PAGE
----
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Changing Times 

Americans in Japan at Redwood Curtain; Humboldt Unbound at HSU

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Redwood Curtain

After the Japanese government surrendered to end World War II, American forces occupied Japan. The occupation brought close to a million Americans to Japan at its height, and even though it was officially over in 1951, there was still a sizeable U.S. military presence in 1954. That's the time, place and situation in A.R. Gurney's play Far East, now on stage at Redwood Curtain in Eureka.

The arrival of Wallace "Sparky" Watts, a young Naval officer for whom that immense and brutal war is already history, begins the story, but not the play. Playwright Gurney (who served in Japan at about this time) provides the framing device of a Japanese drama. It's a combination of Kabuki (stylized dance and music to depict historical events involving codes of morality) and Bunraku (puppet theatre with a single reader off to the side saying the lines.)

At Redwood Curtain, director Craig Benson modifies some elements and expands on others. In particular, he and scenic designer Daniel C. Nyiri create a stunning entrance for the Americans with the best physically realized metaphor I've seen on a local stage.

I won't spoil the surprise of it. But even with no prior knowledge of Japanese drama, it's pretty clear what happens: the drama is now about Americans, with the Japanese in decidedly supporting roles.

The basic story of a young officer who falls in love with a Japanese woman in an era of comprehensive racial prejudice, and the parallel story of another young officer dealing with another kind of prejudice, suggest some familiar and turgid predecessors. It's tempting to assume that the Japanese elements are there as arty distraction.

But neither is true. Director Benson's deft moments of humor and the subtle physical commentary of the Japanese characters aside, this is most overtly an absorbing character drama with elements of comedy and strong cultural and historical undertones. It reveals the living weight of the past and the first signs of the future, but through the lives of these characters in their changing present.

What makes the play most admirable — and in a way very American — is that without histrionics, the characters exhibit and act on self-examination and self-knowledge, as well as their particular drives and traits. None of the Americans are the same at the end of the play as they were at the beginning, and their decisions about themselves are involved in the changes. Nor are their fates yet decided.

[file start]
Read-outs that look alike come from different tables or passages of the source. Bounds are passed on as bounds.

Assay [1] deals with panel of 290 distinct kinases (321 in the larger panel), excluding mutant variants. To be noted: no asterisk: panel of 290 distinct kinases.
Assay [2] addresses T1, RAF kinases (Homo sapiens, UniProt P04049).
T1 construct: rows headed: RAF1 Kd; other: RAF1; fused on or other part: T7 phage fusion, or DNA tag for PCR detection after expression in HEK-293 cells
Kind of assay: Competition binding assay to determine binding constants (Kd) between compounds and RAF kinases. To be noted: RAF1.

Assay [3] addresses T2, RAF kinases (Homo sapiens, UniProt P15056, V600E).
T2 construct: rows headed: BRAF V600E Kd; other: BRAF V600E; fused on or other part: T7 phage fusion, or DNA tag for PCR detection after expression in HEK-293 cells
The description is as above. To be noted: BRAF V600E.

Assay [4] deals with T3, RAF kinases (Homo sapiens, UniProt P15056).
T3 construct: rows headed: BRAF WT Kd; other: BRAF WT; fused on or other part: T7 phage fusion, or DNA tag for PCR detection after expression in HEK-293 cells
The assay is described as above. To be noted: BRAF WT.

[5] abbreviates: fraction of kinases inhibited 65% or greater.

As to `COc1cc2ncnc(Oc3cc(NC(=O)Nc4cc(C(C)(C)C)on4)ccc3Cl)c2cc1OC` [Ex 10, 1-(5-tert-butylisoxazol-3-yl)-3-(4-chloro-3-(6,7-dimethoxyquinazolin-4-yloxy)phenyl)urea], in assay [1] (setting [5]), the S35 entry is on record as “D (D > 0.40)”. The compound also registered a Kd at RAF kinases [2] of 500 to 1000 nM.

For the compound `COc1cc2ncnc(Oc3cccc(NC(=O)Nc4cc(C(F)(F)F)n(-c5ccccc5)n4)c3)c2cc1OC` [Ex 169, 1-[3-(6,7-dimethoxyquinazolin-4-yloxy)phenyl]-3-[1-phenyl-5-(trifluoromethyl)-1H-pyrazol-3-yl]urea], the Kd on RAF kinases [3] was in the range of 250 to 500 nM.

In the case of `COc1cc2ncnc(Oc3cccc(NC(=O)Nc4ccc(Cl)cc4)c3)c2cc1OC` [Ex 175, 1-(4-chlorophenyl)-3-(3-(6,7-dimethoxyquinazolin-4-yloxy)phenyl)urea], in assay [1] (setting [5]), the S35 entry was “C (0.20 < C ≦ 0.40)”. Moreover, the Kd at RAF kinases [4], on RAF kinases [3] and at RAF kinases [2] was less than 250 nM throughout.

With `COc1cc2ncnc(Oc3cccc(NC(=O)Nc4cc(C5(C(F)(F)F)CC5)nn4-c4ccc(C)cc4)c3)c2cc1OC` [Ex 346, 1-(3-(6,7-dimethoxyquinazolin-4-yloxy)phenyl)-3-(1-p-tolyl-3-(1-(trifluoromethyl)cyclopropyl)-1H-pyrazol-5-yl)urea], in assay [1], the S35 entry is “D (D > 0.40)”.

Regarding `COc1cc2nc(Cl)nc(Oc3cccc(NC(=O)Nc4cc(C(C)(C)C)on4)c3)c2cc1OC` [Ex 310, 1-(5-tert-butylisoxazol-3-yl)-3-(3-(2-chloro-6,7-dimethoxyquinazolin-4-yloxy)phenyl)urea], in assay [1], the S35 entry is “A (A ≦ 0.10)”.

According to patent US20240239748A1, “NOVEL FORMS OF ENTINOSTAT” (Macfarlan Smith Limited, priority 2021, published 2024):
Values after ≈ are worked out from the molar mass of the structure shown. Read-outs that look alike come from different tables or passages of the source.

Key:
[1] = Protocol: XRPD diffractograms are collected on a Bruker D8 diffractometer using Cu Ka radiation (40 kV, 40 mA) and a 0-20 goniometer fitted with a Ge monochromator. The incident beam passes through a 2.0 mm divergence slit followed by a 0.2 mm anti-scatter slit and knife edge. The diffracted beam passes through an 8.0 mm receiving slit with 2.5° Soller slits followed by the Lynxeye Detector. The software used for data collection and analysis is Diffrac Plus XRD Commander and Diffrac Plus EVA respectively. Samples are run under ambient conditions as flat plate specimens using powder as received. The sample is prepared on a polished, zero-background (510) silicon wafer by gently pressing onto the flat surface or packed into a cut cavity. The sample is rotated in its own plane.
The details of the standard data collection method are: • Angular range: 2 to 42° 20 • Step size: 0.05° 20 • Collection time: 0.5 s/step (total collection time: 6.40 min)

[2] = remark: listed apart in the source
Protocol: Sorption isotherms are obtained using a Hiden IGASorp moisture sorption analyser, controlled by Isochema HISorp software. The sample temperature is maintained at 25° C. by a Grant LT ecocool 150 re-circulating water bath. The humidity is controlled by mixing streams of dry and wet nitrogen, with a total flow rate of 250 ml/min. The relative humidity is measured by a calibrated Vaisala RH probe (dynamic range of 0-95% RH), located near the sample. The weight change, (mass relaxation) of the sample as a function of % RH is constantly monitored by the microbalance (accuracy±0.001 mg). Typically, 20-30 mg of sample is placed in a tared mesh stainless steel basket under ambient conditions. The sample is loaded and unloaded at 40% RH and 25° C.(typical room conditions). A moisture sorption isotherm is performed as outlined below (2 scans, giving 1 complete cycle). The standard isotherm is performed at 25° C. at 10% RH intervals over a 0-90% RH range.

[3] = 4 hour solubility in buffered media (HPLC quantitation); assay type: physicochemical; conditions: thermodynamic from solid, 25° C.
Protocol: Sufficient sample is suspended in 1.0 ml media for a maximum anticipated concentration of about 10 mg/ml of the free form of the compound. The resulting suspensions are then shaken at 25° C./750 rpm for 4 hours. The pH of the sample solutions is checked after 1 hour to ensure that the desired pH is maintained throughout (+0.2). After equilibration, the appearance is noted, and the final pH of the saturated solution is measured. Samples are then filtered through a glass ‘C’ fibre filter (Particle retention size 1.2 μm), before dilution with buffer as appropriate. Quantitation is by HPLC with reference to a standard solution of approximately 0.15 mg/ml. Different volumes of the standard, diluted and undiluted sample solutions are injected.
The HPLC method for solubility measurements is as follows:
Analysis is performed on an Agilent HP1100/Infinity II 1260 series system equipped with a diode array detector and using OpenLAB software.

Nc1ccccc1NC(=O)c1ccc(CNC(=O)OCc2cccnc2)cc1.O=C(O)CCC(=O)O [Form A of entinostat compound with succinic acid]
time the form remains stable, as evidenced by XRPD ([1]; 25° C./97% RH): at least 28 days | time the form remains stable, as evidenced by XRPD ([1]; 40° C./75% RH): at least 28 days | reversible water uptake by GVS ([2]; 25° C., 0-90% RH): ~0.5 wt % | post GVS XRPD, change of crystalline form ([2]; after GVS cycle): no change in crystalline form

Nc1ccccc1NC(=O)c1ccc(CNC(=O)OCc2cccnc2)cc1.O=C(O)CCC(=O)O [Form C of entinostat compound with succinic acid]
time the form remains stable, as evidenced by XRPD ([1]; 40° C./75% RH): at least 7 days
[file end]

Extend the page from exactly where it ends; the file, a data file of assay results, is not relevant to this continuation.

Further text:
Potential theatregoers shouldn't fear heavy weather onstage. There is a kind of buoyancy to this production. It's a skillful and substantial play with various shades of comic wit by a veteran American playwright, and it's likely to keep an audience musing about it long after its end.

Apart from Benson's directorial touches, Nyiri's set and Karen Kenfield's cinematically vivid costumes, what makes the production riveting and real is the cast. Josh Kelly as Watts, Valerie Buxbaum as Julie Anderson, Cody Miranda as Ensign Bob Munger and Lincoln Mitchell as Captain James Anderson are both emblematic and completely convincing as their individual characters.

Theirs are the naturalistic roles. Denise Truong, Craig Kuramada and Jeremy Webb must negotiate roles as both traditional Japanese actors and other small parts, which they do with grace and nuance. This is a play and a production that is a highlight of Redwood Curtain's season, and of the North Coast season so far.

Michael Burkhart designed the lighting and Ian Schatz the sound. Far East plays weekends (Thursday through Saturday evenings at 8, with a Sunday matinee at 2 p.m. on Nov. 17) through Nov. 23. 443-7688, www.redwoodcurtain.com.

Coming Up:

Humboldt County and HSU are named after him, but almost nobody knows who he was. Yet the 100th anniversary of his birth was celebrated with public ceremonies from New York to San Francisco. Alexander von Humboldt — explorer, best-selling author, visionary of ecology and human rights — was one of the most famous and influential figures of the 19th century.

Now during the 100th anniversary year of its birth, HSU is presenting Humboldt Unbound in the Van Duzer Theatre for two weekends, starting Thursday Nov. 7. After a calendar year of collaboration involving faculty and students in several disciplines, Dell'Arte's Michael Fields worked with a student ensemble to create what he says is not a standard biography but a quick and highly theatrical blend of live action, music and dance that explores the spirit of Humboldt's life.

Fields is assisted by key Dell'Arte colleagues: scenic designer Giulio Cesare Perrone, lighting by Michael Foster and songs and other music by Tim Gray. HSU's Catherine Brown designed costumes.

HSU student Mark Teeter plays Humboldt as the young explorer, and geography professor Stephen Cunha plays him in his later years. Luke Tooker portrays Siefert, his last companion. The ensemble cast includes Giovanni Alva, Ina Loaiza, Samantha Herbert, Kate Haley, Charlie Heinberg, Johani Guerrero, Gaelen Poultan, Chris Joe and Rilo Wage. They play multiple roles, not all of them human.

Humboldt Unbound is performed in the Van Duzer Theatre Thursdays through Saturdays, Nov. 7-9 and 14-16 at 7:30 p.m., with a matinee at 2 p.m. on Sunday, Nov. 17. 826-3928, HSUStage.blogspot.com.

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